Date: October 26th, 2006
Article by: Mike Carter (Hardware Reviewer)
Edited by: Nathan Glentworth (Owner / Head Editor)
Product was submitted by: Antec
<--CLICK FOR DEALS ON AN ANTEC POWER SUPPLY IN THE UNITED STATES
<--CLICK FOR DEALS ON AN ANTEC POWER SUPPLY IN CANADA
PRODUCT PICTORAL AND WALKTHROUGH
As far as connectors go, the Trio is not lacking.
The main power connector is a convertible 20/24 pin affair. Antec has chosen a “hinged” setup, rather than a removable 4-pin plug. Unclip one side of the plug, and rotate it out of the way. Neat, tidy, and it doesn't interfere with older, 20-pin power connectors.
Aside from the main plug, the Trio has six 4-pin Molex plugs, four SATA plugs, a pair of PCIe plugs, and both 4 and 8 pin auxiliary plugs. Rounding out the mix is a single floppy drive plug, a pair of fan-only plugs, and a two-pin motherboard plug. This last plug is a standard Antec feature, which allows the main cooling fan, as well as any fans connected to the fan-only plugs, to spin down as case temps drop.
One thing to note here. The fan-only plugs should only be used with non-LED fans, and fans of 80mm diameter. Due to power requirements, larger LED-lit fans may not spin up at all, causing damage to the fans. In my case, connecting two 90mm fans and one 120mm LED-lit fan resulted in the 120mm fan lighting up brightly, but not spinning at all. These two plugs will be fine for “extra” fans, such as a top blowhole fan, or extra rear exhaust fan, which will spin up as case temps increase. I wouldn't use them for your main system fans. Antec also states that these plugs are not to be used for a CPU heatsink fan.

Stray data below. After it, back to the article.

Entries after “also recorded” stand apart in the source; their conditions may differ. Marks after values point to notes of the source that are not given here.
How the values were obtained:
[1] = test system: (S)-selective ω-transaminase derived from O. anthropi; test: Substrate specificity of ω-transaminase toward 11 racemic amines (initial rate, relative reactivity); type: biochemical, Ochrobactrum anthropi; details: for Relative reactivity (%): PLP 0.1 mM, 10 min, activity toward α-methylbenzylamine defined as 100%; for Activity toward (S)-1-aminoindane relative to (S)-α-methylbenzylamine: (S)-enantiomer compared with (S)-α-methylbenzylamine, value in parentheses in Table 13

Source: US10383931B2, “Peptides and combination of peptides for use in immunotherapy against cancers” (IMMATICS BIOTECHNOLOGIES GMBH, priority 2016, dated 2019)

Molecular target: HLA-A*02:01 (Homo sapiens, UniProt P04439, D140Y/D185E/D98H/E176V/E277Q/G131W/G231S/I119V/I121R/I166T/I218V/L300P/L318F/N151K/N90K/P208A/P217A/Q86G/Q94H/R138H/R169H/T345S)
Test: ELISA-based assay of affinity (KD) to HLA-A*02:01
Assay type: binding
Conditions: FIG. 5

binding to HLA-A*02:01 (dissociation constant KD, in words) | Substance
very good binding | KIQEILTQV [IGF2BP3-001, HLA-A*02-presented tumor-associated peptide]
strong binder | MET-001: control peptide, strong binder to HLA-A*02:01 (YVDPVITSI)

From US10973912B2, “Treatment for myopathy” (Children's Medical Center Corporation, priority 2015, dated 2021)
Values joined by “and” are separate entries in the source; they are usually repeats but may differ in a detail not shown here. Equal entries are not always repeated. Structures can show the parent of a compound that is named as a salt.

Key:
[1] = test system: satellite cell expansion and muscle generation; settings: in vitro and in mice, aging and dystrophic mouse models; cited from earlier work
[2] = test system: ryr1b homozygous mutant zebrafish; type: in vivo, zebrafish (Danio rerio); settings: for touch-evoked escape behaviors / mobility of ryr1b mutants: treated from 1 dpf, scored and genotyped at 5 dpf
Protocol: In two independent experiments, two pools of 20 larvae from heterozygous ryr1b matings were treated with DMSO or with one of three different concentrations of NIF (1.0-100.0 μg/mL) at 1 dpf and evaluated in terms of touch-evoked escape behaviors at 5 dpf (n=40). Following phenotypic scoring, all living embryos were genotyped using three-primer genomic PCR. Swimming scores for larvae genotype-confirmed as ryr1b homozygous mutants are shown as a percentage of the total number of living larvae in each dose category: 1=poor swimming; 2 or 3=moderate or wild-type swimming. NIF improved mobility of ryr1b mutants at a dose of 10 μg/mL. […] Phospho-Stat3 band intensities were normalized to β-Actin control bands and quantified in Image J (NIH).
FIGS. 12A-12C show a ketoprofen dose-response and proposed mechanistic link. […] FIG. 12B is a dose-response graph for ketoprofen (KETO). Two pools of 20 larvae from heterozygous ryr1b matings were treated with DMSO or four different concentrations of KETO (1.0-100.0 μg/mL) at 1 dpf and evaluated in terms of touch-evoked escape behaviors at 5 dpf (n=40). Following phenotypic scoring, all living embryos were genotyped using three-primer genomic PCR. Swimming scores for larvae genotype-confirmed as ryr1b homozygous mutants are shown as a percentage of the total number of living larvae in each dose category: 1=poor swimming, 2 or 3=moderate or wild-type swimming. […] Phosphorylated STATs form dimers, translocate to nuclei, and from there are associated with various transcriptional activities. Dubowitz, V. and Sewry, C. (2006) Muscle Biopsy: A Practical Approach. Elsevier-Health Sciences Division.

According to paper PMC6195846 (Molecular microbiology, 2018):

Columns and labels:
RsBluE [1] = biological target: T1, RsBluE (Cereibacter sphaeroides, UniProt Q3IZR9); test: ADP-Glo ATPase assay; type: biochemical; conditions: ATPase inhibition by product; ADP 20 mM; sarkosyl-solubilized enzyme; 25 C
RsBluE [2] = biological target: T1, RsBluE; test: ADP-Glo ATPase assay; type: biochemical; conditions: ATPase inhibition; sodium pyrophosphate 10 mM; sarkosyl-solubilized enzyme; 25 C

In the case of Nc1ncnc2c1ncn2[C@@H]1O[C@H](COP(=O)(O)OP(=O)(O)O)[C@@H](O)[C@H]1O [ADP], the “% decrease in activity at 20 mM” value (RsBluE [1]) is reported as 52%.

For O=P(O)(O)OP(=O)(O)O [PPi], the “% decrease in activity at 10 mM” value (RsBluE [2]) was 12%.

PRODUCT INSTALLATION AND TESTING
I really wanted to put the new Trio to the test, so I installed it in a rather power-hungry rig.
Specs are as follows:
- Intel P4 2.8c Northwood processor
- Chaintech 9CJS motherboard
- Sapphire X800GT video card
- GeIL 1gb (2x512mb) RAM
- 2x Maxtor 200gb DiamondMax 9 HDDs
- 1x Maxtor 300gb DiamondMax 9 HDD
- M-Audio FireWire 1814 outboard sound
- Pioneer DVR-111D DVD burner
On top of this, I also tossed in a rather large watercooling seup, with a triple 120mm fan radiator, along with three other case fans.
I ran several passes of Prime95, a few hours of gaming in SWG, and some power-hungry Cubase mixing.
Over several days of monitoring with my trusty multimeter, the results are as follows:
Honesty, I was impressed by the results. Even my older Antec PSU's weren't as tight on voltages as the Trio. Granted, there were some fluctuations, but all well within the allowable range, and then some. I would have no problems installing the Trio in an SLI- equipped rig,
The Trio is also very quiet, audible only at full load. Even then, the sound is more than a whisper. I had to strain to hear it over the sound of my case fans. This would be an excellent choice for a larger HTPC, which doubles as an occasional gaming machine.